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7 Lawsuit-Inviting Mistakes Managers Make

Dedicate enough time and resources to management training or face the consequences

Posted by Dawn Lomer on August 20th, 2013

There’s nothing more dangerous to a company than a rogue manager, one who makes up his or her own rules and constantly puts the business at risk. But even the best managers sometimes make mistakes that put their companies at risk for lawsuits.

In 2011, companies paid out 54.3 million dollars in Title VII lawsuits alone. And while that’s down significantly from the previous year’s total of 74 million dollars, it’s still a huge payout that could be avoided if managers were better at handling some of the day-to-day challenges that come with the job of managing people.

With that in mind, here are seven of the most common management mistakes that have the potential to spark expensive employment lawsuits:

Ignoring Employee Complaints

Employees often approach their managers first with complaints of harassment, bullying or other workplace misconduct. By brushing off an employee complaint, no matter how frivolous it may seem, a manager is laying the groundwork for a lawsuit. Every employee complaint should be documented and investigated to see if it has merit.

Knee-Jerk Firing

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When an employee is absent frequently, doesn’t do the job properly, causes distractions at work or shows signs of substance abuse, it disrupts work and creates stress for managers. It’s easy to get caught up in the fact that the employee is causing problems and fire the person for not doing his or her job.

This can be a discrimination lawsuit waiting to happen. The employee could be ill, pregnant, or in another protected class. There could be legitimate reasons the employee is performing the way he or she is, and this needs to be explored and documented with the cooperation of HR before any action is taken. In fact, any termination should go through HR.

Looking at Employees’ Personal Social Media

When an employee rants about the company on social media, it’s tempting to react without thinking. But firing an employee for complaining about working conditions publicly can bring about a lawsuit. The National Labor Relations Act prohibits companies from firing an employee in retaliation for engaging in concerted protected activity.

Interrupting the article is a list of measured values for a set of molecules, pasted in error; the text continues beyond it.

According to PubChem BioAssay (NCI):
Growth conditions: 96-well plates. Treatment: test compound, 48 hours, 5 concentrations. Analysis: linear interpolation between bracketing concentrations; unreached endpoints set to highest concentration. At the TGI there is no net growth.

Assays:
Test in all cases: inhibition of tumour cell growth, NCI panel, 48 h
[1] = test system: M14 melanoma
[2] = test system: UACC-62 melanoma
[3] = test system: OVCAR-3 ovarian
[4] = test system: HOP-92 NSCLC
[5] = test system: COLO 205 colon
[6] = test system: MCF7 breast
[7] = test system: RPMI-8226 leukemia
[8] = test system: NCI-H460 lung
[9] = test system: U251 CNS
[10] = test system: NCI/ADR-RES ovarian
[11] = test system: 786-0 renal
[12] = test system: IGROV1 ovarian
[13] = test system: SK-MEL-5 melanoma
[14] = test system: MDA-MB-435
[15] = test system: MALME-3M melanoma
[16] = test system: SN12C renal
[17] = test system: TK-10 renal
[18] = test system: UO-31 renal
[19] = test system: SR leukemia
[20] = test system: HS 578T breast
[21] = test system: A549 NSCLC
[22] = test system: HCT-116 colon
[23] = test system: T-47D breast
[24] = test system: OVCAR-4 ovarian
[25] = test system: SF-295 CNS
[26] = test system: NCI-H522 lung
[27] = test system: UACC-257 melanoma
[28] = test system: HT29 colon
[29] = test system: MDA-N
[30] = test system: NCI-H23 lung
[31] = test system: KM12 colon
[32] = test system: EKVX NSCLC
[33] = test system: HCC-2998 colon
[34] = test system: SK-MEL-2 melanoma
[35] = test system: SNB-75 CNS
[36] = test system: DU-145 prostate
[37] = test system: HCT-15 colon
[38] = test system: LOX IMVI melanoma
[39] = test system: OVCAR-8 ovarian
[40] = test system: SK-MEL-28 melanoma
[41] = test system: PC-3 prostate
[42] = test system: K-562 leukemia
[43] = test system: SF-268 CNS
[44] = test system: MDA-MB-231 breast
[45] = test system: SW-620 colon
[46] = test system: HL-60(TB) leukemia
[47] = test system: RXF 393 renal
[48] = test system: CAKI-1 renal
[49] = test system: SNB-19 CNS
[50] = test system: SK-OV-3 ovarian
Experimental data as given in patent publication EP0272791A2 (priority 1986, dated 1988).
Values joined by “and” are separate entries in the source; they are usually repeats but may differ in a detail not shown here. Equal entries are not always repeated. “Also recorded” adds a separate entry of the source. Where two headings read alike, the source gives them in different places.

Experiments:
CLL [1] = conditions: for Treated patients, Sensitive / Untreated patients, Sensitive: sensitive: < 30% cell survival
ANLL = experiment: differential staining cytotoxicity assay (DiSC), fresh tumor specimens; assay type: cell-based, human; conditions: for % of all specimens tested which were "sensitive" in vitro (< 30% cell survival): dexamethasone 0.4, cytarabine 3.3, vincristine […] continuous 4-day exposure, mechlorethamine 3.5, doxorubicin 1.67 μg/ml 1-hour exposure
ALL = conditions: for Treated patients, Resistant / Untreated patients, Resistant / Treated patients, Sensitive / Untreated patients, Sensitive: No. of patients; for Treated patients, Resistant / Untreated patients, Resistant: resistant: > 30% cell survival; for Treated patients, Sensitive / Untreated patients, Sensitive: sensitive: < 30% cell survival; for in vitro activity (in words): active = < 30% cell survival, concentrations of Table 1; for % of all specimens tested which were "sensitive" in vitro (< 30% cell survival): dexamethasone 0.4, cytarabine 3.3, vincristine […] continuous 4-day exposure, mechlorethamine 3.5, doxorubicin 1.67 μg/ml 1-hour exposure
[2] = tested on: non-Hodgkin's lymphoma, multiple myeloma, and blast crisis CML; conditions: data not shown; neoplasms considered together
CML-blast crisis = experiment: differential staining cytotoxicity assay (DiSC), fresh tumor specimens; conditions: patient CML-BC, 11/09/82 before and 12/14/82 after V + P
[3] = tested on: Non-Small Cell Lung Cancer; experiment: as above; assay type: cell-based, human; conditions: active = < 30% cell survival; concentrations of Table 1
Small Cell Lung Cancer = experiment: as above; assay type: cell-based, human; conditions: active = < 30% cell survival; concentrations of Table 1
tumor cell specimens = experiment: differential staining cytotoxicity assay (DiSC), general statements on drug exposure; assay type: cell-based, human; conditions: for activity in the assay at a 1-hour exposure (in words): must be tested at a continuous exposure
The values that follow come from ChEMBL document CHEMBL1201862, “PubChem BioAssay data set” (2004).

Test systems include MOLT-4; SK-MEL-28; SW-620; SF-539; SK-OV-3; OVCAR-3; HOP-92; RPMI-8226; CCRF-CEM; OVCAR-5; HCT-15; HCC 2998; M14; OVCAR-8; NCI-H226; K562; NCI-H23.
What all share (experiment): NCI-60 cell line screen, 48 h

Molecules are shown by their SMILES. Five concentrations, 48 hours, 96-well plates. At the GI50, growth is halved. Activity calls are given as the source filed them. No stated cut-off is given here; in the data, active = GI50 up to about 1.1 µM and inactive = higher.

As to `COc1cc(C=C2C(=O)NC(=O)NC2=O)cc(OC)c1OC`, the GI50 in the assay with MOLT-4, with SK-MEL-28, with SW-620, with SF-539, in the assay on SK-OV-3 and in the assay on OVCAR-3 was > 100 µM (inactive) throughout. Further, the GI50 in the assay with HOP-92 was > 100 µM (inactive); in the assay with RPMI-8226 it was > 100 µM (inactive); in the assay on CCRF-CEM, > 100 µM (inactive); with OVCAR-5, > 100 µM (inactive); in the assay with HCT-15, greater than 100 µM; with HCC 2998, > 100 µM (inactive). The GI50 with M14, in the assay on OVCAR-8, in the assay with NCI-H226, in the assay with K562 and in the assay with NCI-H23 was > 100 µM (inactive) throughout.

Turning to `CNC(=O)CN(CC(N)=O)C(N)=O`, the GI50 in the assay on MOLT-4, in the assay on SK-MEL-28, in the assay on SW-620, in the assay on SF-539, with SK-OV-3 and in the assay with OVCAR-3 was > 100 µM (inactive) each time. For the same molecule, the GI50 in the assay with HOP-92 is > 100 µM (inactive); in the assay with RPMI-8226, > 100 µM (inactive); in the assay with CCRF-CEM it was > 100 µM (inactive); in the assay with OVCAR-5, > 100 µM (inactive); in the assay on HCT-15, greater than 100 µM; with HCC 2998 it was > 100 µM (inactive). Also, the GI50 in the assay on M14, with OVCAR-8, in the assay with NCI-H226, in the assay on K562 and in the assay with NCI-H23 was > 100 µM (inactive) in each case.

Violating an employee’s privacy rights by using nefarious means to access his or her social media accounts or email is also a dangerous practice and can invite a lawsuit. It’s best to let employees’ personal lives remain personal.

Not Documenting Performance Issues

Managers who fail to document their employees’ performance issues, or give satisfactory reviews when performance is not satisfactory, are inviting a lawsuit if the employee is every terminated for poor performance.
Managers who fail to document their employees’ performance issues, or give satisfactory reviews when performance is not satisfactory, are inviting a lawsuit if the employee is every terminated for poor performance. When the employee is fired, not only is he or she surprised, but in a good position to allege that the termination must have been for a discriminatory reason because there were no documented performance issues.

It’s also unfair to employees to give them the impression they are performing adequately when, in fact, they need to improve. It robs them of the opportunity to become the stellar employees they may want to be.

Ignoring Overtime Policies

Companies may require that employees work overtime, but they must pay for the overtime they work. A manager who encourages non-exempt employees to work through lunch or stay late without compensation is setting the company up for a lawsuit.

Overlooking Minor Offenses

Small acts of theft can lead to much bigger ones. Some of the biggest frauds perpetrated against companies started as small lapses in judgment. An employee takes a bit of petty cash here, overstates travel expenses there, and next thing you know, you have a full-fledged fraud scheme in the making.

Compromising Confidential Information

Managers who aren’t diligent about protecting confidential information, such as customer lists, formulas or marketing strategies, put the company’s IP at risk. Not only do they leave IP vulnerable to outside predators, but in the event that an employee steals the company’s intellectual property the courts may not enforce company confidentiality agreements if managers can be shown to have been violating them. 

Investing the necessary time and resources into management training today ensures mangers know what to do in every situation, and can pay for itself many times over in lawsuits avoided tomorrow.


Dawn Lomer
Dawn Lomer

Manager of Communications

Dawn Lomer is the Manager of Communications at i-Sight Software and a Certified Fraud Examiner (CFE). She writes about topics related to workplace investigations, ethics and compliance, data security and e-discovery, and hosts i-Sight webinars.

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